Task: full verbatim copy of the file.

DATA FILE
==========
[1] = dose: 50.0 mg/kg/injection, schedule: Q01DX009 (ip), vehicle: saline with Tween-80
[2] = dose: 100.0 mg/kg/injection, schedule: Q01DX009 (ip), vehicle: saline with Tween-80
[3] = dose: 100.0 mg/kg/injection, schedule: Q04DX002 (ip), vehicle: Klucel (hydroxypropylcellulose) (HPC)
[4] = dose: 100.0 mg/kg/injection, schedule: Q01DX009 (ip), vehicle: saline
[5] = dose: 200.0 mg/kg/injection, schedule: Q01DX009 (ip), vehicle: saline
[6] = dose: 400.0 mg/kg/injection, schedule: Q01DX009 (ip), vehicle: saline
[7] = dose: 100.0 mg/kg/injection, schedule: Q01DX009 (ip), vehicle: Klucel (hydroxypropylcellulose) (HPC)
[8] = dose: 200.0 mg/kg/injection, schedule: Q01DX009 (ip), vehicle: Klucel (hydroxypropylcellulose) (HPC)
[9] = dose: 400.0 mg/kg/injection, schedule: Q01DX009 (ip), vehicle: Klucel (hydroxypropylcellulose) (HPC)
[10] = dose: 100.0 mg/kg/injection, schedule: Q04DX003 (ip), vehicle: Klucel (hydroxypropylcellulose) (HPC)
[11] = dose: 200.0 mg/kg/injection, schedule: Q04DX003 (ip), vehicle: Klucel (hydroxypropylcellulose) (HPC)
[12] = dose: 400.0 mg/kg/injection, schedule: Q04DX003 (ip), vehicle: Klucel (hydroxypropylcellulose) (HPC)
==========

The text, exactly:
[1] = dose: 50.0 mg/kg/injection, schedule: Q01DX009 (ip), vehicle: saline with Tween-80
[2] = dose: 100.0 mg/kg/injection, schedule: Q01DX009 (ip), vehicle: saline with Tween-80
[3] = dose: 100.0 mg/kg/injection, schedule: Q04DX002 (ip), vehicle: Klucel (hydroxypropylcellulose) (HPC)
[4] = dose: 100.0 mg/kg/injection, schedule: Q01DX009 (ip), vehicle: saline
[5] = dose: 200.0 mg/kg/injection, schedule: Q01DX009 (ip), vehicle: saline
[6] = dose: 400.0 mg/kg/injection, schedule: Q01DX009 (ip), vehicle: saline
[7] = dose: 100.0 mg/kg/injection, schedule: Q01DX009 (ip), vehicle: Klucel (hydroxypropylcellulose) (HPC)
[8] = dose: 200.0 mg/kg/injection, schedule: Q01DX009 (ip), vehicle: Klucel (hydroxypropylcellulose) (HPC)
[9] = dose: 400.0 mg/kg/injection, schedule: Q01DX009 (ip), vehicle: Klucel (hydroxypropylcellulose) (HPC)
[10] = dose: 100.0 mg/kg/injection, schedule: Q04DX003 (ip), vehicle: Klucel (hydroxypropylcellulose) (HPC)
[11] = dose: 200.0 mg/kg/injection, schedule: Q04DX003 (ip), vehicle: Klucel (hydroxypropylcellulose) (HPC)
[12] = dose: 400.0 mg/kg/injection, schedule: Q04DX003 (ip), vehicle: Klucel (hydroxypropylcellulose) (HPC)